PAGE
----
• The crushed dune sand coming from crushing dune sand which is on the level of Taghit, wilaya of Bechar (Algeria), the maximum coarse aggregate of crushed dune sand does not exceed 80цт. it has high content of quartz silica [8].

The results of DRX analysis carried out on the sand of Taghit and limestone fillers are presented graphically on Fig. 1. It was noticed a peak of approximately 100 % of silica with crashed sand and calcite for limestone fillers which translated the predominance of Si02 and СаСОз, the others revealed elements present at small percentages.

□ ^—_- A— >JL л А А Л_______

ft 10 Il> ill JO ¡41 6» TO Я» 9"

SiO: Г 1 - — 1—Г- " T " — T - "Г - 11

СаС<н I I I III 1111

FC;o. [ i : ] : i : " : i : 1 i i i : : i

F«»0 I I I I i I 1

Fig. 1. DRX analyze oflimestone filler and dune sand.

(a) (b)

Fig. 2. MEB photographs of(a) Limestone filler; (b) Dune sand.

From Fig. 2, it was observed that the shape of filler calcaire particle is angular, dappled, broken or round forms observed for crushed dune sand.

Table 1. Physical properties ofLimestone filler and crushed dune sand.

Items Limestone filler (0/0.63) Crushed dune sand (< 80 |im)

Specific density 2.71 2.8

specific surface cm2/g 4060 3000

Unit weight (kg/m3) 1120 1300

Activity index i2gj 0.79 -

2.1.3. Aggregates

The aggregates play an important role in the behavior of concrete. Their influence is very strong in terms of mechanical performance, shrinkage and durability [9-10]. Rolled sand class (0/3) from the quarry Mahmoudi (Bechar), gravels are class 3/8, 8/15 from Hassi EL 20 (Bechar).

Fig. 3. Particle size distribution curves ofthe aggregates used.

Table 2. Physical characteristics of materials.

Rolled sand (0/3) Gravel (3/8) Gravel (8/15)

Sand Equivalent (%) 74 — —

Fineness modulus 2.1 — —

Absolutevolumetricmass (kg/m3) 2604 1606 1444

Apparentvolumetricmass (kg/m3) 1761 2630 2666

2.1.4. Superplasticizer

Superplasticizer SIKAPLAST 5045 / High Reducer Water / retarder for concrete ready and compacting concretes according to normNF EN 934 -2. [11].

2.1.5. Mixing water

The water abstraction is done on the conduct of drinking water supply for the town of Bechar. This water is treated for drinking.

2.2. Formulation of concrete

For this purpose, we first made a self-compacting-concrete (SCC) based solely on the criteria recommended by AFGC [12] (report (Gravel / Sand) to be close to 1, the volume of the paste must be between 330 and 400 1/ m3, cement dosage is between 300 and 350 kg/m3, dosage of Superplasticizer must ensure the fluidity of the mixture.) The final formulation of the self-compacting-concrete is given in table 1. Two concretes were thus obtained, one with the limestone filler is named SCC LF, and another with crushed dune sand is named SCC CS.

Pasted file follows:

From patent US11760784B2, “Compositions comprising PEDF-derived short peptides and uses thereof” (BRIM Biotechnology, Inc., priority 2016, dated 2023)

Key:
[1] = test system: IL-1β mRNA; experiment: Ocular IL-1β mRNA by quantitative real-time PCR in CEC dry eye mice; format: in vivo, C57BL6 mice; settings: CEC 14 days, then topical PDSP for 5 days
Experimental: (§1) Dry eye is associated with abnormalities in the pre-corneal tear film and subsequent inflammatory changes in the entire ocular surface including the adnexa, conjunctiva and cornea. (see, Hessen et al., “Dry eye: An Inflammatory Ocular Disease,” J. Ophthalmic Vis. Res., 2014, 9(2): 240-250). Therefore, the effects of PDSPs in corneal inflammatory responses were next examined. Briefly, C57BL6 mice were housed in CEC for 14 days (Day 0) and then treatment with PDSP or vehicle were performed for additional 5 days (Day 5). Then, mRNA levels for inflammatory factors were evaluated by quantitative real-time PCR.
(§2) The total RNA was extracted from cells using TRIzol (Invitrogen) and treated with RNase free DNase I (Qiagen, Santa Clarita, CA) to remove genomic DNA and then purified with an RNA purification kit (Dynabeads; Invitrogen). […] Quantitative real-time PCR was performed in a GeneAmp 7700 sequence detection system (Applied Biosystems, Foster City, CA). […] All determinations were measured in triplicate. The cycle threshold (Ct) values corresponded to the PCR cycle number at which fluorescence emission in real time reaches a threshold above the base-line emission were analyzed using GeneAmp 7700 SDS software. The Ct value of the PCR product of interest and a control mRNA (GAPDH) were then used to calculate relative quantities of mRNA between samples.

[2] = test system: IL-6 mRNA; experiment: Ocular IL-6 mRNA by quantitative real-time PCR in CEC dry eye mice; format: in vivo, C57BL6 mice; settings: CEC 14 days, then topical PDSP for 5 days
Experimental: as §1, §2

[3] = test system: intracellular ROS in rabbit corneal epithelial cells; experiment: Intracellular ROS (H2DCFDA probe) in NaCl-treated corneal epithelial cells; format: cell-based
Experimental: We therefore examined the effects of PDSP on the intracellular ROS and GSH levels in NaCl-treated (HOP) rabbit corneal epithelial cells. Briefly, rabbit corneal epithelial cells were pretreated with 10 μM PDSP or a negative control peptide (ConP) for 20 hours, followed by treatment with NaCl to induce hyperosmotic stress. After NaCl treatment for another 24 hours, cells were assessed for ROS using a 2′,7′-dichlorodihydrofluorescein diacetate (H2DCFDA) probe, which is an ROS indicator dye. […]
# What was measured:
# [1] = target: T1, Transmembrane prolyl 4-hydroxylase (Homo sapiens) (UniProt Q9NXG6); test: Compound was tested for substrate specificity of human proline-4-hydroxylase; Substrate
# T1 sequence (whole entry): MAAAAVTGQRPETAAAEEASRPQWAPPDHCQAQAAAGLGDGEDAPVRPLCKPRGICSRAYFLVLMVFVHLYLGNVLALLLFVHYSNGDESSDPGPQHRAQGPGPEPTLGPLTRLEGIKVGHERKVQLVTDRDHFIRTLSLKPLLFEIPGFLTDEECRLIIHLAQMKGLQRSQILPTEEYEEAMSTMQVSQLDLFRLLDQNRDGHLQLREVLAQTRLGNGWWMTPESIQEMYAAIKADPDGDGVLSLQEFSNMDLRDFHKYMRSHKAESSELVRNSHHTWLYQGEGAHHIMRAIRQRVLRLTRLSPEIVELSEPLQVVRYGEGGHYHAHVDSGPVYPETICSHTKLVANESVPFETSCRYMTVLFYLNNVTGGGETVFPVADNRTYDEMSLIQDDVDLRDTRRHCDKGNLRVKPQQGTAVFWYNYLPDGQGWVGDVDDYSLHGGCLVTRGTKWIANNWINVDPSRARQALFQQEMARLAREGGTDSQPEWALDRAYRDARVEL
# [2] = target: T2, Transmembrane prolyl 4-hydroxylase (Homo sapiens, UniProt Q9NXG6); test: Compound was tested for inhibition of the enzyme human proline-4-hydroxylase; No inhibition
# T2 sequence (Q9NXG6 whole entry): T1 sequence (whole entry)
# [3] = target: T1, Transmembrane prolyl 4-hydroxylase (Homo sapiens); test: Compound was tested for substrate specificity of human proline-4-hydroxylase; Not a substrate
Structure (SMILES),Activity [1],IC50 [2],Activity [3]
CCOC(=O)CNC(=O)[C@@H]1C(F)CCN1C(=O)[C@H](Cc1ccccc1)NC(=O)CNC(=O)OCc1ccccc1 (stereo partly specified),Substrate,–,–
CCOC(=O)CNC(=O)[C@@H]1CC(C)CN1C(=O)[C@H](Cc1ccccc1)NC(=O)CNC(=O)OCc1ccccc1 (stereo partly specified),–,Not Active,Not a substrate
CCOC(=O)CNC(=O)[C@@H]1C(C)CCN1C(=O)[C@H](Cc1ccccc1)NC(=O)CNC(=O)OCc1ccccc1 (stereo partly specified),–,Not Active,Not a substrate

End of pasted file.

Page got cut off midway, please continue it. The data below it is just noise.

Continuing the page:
Table 3.Composition ofself-compacting-concrete.

Constituents Binder (C+A) Addition Rolled Sand (0/3 mm) Gravel (3/8mm) Gravel(8/15mm) Superplasticizer E/B

Dosage (kg/m3) 520 104 903 151 578 6.8 0.4

2.3. Experimental method

2.3.1. Tests in fresh state

The SCC must satisfy many tests, we chose three that are recommended by AFGC [12] that allow to characterize the principal properties of SCC in the fresh state (fluidity, static and dynamic stability, free and confined environment) spreading Abrams cone flow box L and stability through a sieve. The test slump flow is carried with the Abrams cone consists of measuring the diameter of concrete spread on two perpendicular lines and takes the mean. The test L-box is used to check the mobility of confined concrete and verify the implementation of concrete will not be thwarted by blocking phenomena. The test of stability [1,13] by sieve can qualify compacting concrete vis-a-vis the risk of segregation and indicates the degree of segregation of SCC.

2.3.2. Tests in hard state

The tensile strength in bending according to norm [NF P18-407] was determined using bending machine 3 points. For the mechanical compressive strength according to norm [NF P18-406], The compression test is to break the test specimen between the two plates of a compression press. The press used is a compression machine (ELE AUTOTEST).

The measurements of shrinkage were recorded from 24h after the casting. All testing was completed on three samples and the average value reported.

3. Results and discussion

3.1. Fresh state of concrete

From those results (Fig. 4), it was observed that all the self-compacting concretes (SCC) respect the criteria of autoplacibilite recommended for testing [AFGC.2008] [12]. For all SCC, the aureole laitance at the periphery of concrete patties was absent or very low (1 to 2 mm). In addition, the coarse aggregates have been properly trained by the cement matrix and are not remains piled in the midst of galette of concrete.